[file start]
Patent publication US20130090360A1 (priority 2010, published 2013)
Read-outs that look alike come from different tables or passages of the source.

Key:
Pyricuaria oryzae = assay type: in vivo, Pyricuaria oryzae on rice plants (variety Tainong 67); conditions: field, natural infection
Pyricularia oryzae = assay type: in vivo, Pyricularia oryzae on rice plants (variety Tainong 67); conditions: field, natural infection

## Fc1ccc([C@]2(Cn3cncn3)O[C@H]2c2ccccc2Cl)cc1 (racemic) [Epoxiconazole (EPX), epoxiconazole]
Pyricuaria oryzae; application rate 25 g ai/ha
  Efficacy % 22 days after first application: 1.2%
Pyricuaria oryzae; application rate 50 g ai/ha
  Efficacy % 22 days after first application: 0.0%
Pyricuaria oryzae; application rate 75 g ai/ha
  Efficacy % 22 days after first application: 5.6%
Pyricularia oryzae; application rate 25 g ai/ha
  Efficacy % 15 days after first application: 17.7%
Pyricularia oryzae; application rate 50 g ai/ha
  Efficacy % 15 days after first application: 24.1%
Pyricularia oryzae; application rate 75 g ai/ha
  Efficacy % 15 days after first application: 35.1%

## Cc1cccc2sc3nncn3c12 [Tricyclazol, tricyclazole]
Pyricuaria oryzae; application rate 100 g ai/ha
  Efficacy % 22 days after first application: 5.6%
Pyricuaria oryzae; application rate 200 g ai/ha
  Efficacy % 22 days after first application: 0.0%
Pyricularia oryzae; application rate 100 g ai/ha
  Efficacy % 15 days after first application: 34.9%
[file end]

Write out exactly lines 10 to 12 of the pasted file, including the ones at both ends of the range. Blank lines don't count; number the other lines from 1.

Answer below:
  Efficacy % 22 days after first application: 0.0%
Pyricuaria oryzae; application rate 75 g ai/ha
  Efficacy % 22 days after first application: 5.6%